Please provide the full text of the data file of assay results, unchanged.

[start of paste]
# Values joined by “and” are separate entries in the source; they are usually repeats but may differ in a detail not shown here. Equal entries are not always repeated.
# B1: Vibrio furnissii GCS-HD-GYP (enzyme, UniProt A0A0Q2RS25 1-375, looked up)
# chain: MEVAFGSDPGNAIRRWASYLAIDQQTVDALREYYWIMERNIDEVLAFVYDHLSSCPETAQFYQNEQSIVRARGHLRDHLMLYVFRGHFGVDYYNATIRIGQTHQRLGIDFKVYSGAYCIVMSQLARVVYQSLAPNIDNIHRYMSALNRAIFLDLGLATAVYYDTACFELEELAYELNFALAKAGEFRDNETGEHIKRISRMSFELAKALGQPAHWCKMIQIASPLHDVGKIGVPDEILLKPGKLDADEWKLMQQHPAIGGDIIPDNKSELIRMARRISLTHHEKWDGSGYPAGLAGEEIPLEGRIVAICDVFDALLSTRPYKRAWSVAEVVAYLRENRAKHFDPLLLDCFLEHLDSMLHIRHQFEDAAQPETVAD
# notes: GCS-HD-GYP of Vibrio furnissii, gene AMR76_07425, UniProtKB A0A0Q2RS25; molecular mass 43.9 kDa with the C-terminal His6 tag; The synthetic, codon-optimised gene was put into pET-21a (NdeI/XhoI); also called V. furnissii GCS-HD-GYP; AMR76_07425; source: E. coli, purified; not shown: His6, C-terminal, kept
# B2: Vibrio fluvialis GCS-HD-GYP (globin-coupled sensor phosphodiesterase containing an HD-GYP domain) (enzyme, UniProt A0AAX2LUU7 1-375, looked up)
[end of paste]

# Values joined by “and” are separate entries in the source; they are usually repeats but may differ in a detail not shown here. Equal entries are not always repeated.
# B1: Vibrio furnissii GCS-HD-GYP (enzyme, UniProt A0A0Q2RS25 1-375, looked up)
# chain: MEVAFGSDPGNAIRRWASYLAIDQQTVDALREYYWIMERNIDEVLAFVYDHLSSCPETAQFYQNEQSIVRARGHLRDHLMLYVFRGHFGVDYYNATIRIGQTHQRLGIDFKVYSGAYCIVMSQLARVVYQSLAPNIDNIHRYMSALNRAIFLDLGLATAVYYDTACFELEELAYELNFALAKAGEFRDNETGEHIKRISRMSFELAKALGQPAHWCKMIQIASPLHDVGKIGVPDEILLKPGKLDADEWKLMQQHPAIGGDIIPDNKSELIRMARRISLTHHEKWDGSGYPAGLAGEEIPLEGRIVAICDVFDALLSTRPYKRAWSVAEVVAYLRENRAKHFDPLLLDCFLEHLDSMLHIRHQFEDAAQPETVAD
# notes: GCS-HD-GYP of Vibrio furnissii, gene AMR76_07425, UniProtKB A0A0Q2RS25; molecular mass 43.9 kDa with the C-terminal His6 tag; The synthetic, codon-optimised gene was put into pET-21a (NdeI/XhoI); also called V. furnissii GCS-HD-GYP; AMR76_07425; source: E. coli, purified; not shown: His6, C-terminal, kept
# B2: Vibrio fluvialis GCS-HD-GYP (globin-coupled sensor phosphodiesterase containing an HD-GYP domain) (enzyme, UniProt A0AAX2LUU7 1-375, looked up)